The Amazing Benefits of Grass-Fed Beef

Eating grass-fed beef isn't just some affectation. The meat is healthier, and the perennial pastures on which cows feed build better soil and have lower carbon emissions than conventional cropland.

| April/May 2009

I have been fascinated by the permanence and healing power of grassland for 15 years now. If we respect the great original wisdom of the prairies, I’m convinced we can heal the wounds inflicted on the American landscape by industrial agriculture.

But in America, the question is always does it scale up? This is the critical test of any potential solution to a major environmental problem. Is a given practice feasible, and are there mechanisms for spreading it to cover a whole landscape?

I first had a hint as to how this might work for America’s farms when a friend explained to me why he chose to raise bison for slaughter, marketing the meat with the guarantee the animals had eaten nothing but native grasses. He thought if he could make such a model pay on his own land, he could do more to save native landscapes than any amount of activism, litigation, or regulation. Profitable solutions self-replicate. Like viruses, they creep from one farm to the next, eventually exploding in exponential growth. They scale up.

Now there is big news on this front. A diverse collection of pioneers across the nation are raising not bison, but mostly grass-fed beef and dairy — an enterprise that can scale up quickly. They have a working model. It is not unrealistic to expect that we as a nation could convert millions of acres of ravaged industrial grain fields (plus millions of acres of land in federal conservation programs that cannot currently be used for grazing) to permanent pastures and see no decline in beef and dairy production in the bargain.

Doing so would have many benefits. It would give us a more humane livestock system, a healthier human diet, less deadly E. coli, elimination of feedlots, a bonanza of wildlife habitat nationwide, enormous savings in energy, virtual elimination of pesticides and chemical fertilizers on those lands, elimination of catastrophic flooding that periodically plagues the Mississippi Basin, and most intriguingly, a dramatic reduction in global warming gases.

The Grass-Fed Beef Boom

The best evidence of this potential meat production revolution is a label that began showing up on packages of grass-fed beef across the nation early in 2009. The American Grassfed Association, a network of almost 400 graziers, is behind this effort. The label certifies the beef came from cattle that ate only grass from pastures, not feedlots; received no hormones or antibiotics in their feed; and were humanely raised and handled. It signals the emergence of a marketing network that already has placed grass-fed products in virtually every region of the nation in co-ops, health food stores and, in the case of the Southeast, in Publix Super Markets, a chain of more than 900 stores. The grass-fed label is evidence that the idea has reached critical mass. It’s been a long time coming, but what is driving it is profit, plain and simple.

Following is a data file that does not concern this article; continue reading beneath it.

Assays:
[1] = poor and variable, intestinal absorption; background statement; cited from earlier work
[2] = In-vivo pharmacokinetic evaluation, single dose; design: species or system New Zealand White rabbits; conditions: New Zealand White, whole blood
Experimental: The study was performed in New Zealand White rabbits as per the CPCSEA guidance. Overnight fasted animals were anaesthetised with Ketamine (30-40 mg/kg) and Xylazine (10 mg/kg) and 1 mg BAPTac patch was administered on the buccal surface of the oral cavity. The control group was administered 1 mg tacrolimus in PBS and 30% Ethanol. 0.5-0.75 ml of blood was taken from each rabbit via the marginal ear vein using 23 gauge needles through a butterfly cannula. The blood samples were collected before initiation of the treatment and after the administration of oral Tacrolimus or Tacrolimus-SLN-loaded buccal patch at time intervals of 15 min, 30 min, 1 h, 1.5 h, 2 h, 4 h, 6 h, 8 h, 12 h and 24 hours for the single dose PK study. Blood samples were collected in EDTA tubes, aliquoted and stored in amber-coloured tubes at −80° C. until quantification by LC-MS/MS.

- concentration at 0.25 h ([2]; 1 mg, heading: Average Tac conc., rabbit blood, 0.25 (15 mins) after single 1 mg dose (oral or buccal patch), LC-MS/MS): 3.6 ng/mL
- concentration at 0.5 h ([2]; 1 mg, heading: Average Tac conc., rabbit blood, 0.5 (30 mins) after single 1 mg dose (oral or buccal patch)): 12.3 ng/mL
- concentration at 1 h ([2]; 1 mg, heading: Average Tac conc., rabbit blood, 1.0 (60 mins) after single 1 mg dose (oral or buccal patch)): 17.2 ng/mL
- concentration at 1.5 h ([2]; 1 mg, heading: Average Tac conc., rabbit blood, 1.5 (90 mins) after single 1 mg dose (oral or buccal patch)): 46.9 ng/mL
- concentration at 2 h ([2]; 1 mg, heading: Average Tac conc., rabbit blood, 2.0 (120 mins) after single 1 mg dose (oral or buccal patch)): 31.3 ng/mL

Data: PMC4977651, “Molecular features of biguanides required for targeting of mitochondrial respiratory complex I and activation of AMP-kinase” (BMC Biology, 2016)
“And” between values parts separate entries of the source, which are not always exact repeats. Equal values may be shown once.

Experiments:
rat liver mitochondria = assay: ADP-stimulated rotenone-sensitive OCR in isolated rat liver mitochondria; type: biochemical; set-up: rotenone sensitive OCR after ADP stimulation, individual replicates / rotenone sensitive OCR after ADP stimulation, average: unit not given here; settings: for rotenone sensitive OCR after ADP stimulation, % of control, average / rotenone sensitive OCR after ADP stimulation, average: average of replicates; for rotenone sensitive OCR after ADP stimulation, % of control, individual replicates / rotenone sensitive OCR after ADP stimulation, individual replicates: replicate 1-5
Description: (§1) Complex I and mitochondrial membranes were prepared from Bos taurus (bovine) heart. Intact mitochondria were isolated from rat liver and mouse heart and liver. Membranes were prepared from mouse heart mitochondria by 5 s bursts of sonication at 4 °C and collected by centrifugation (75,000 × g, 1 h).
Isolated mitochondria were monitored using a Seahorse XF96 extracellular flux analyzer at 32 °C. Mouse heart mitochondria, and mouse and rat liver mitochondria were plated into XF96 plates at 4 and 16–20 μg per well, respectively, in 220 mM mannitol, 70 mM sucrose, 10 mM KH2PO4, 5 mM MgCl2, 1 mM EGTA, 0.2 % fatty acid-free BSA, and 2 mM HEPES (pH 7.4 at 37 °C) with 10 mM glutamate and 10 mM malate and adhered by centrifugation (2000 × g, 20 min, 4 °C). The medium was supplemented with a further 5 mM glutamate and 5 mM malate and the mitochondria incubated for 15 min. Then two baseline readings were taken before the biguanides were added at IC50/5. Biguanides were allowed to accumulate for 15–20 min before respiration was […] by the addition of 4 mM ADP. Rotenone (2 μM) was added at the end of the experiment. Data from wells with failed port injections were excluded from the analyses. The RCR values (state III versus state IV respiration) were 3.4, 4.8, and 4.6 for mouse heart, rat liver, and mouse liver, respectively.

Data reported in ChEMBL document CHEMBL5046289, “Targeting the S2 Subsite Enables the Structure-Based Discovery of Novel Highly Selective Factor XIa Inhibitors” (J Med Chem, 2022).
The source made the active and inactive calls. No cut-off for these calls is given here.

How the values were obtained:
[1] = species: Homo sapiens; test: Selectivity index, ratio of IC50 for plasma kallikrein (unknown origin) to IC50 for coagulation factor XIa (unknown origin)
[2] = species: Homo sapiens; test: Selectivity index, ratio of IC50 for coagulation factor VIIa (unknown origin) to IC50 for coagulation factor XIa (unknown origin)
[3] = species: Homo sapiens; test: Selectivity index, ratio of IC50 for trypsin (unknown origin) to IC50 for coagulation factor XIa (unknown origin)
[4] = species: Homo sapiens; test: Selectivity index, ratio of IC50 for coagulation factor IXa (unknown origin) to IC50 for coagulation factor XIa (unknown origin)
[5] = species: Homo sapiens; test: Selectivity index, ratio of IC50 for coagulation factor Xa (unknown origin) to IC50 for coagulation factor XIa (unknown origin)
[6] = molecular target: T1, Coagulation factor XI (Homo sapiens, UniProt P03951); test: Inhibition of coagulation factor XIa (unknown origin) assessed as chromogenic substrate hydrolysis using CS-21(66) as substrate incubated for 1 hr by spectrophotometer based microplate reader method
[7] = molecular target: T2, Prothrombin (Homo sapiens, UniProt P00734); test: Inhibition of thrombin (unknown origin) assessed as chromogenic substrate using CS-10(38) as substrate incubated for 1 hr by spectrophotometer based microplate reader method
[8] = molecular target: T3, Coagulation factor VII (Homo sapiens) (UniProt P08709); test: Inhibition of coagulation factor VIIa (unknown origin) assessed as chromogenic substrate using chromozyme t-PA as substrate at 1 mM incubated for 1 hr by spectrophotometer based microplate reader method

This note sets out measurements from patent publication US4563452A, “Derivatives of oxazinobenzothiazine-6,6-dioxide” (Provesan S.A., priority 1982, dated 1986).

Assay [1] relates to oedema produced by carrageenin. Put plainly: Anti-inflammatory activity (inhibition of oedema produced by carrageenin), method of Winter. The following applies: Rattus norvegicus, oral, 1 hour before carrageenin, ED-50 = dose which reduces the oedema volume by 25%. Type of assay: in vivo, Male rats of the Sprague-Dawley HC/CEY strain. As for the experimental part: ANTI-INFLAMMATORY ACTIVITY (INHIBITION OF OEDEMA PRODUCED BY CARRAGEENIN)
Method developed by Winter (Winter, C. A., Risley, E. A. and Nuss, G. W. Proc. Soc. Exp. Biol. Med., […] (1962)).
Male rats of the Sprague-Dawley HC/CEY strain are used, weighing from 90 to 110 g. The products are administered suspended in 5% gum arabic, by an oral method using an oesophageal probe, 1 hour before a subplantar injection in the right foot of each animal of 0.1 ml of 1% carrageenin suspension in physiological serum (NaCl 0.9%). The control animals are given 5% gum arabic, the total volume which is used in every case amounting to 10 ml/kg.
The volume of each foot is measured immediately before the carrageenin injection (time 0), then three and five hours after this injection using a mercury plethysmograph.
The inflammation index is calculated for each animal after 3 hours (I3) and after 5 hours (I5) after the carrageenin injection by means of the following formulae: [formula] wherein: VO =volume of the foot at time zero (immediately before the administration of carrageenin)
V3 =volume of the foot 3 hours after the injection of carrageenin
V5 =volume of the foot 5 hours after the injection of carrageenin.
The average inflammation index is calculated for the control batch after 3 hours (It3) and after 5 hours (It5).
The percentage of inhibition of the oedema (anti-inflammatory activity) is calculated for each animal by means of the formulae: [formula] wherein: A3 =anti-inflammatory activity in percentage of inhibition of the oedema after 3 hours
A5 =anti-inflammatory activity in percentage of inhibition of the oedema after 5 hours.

Todd Churchill runs Thousand Hills Cattle Co. in Cannon Falls, MN, which buys about 1,000 head a year from local producers, then processes and sells them to natural foods stores, restaurants, and three colleges in the Twin Cities area. He says demand for his product always exceeds supply, and he sees no leveling for its growth curve.

Steve Souza_2
6/9/2010 4:25:53 PM

NOT ON land in federal conservation areas! Bajeebus, WTF R U thinking? Lakes and streams are RUINED throughout the USA from Cattle grazing!

Samantha Phelps
2/14/2010 7:22:01 AM

Interesting comments on grass raised beef. However I believe that Bare BF and Stephen Grant are looking at the "commerical world" of raising beef and need to have a broader view of how smaller farms raise their animals. I can respect both of their oppinions, but feel their comment generalize farmers and ranchers. Many small farms raise grass fed beef and we treat our beef cows with kindness and respect. My cows wander green pastures and drink from mountain stream. Many of them live 16+ years. They are fenced in, with a combination of electric fence and barbed wire. This is really for my cows protection, not only from vehicle traffic but from cruel humans. My cows are not branded, dehorned, raped, or confined in small spaces. Each pasture for rotation has many acres for them to graze on. My brood cows are not "baby factories" they are bred logically, by a bull in the pasture when they are mature enough to produce offspring. They are not tortured or treated "in-humanely" while being raised and when it is time to "go to market" we thank them. Not a single animal on my farm suffers from our hands. Before you put myself and other small farmers into the "big bad world of commercial raised beef" you need to take a walk in my pastures and have view of my world. I think you would have a slightly different oppinion on how some grass fed beef is raised.

5/11/2009 3:14:32 PM

Mr. Manning, Thanks for wrapping the whole thing together into one package. A very informative article for me. Using your rough CO2 emissions and 160 million acres planted with corn or soy in the U.S., I get a swing of 81 million tons CO2 if half of the planted land goes to pasture, or of order 1% of U.S. total emissions -- a significant fraction of the U.S. share of needed reductions. Nothing to sneeze at. But I can't figure out the 144 trillion pounds, which is more than the total annual U.S. production, 7.2 billion tons (EIA). I suspect a trillion/billion mistake...

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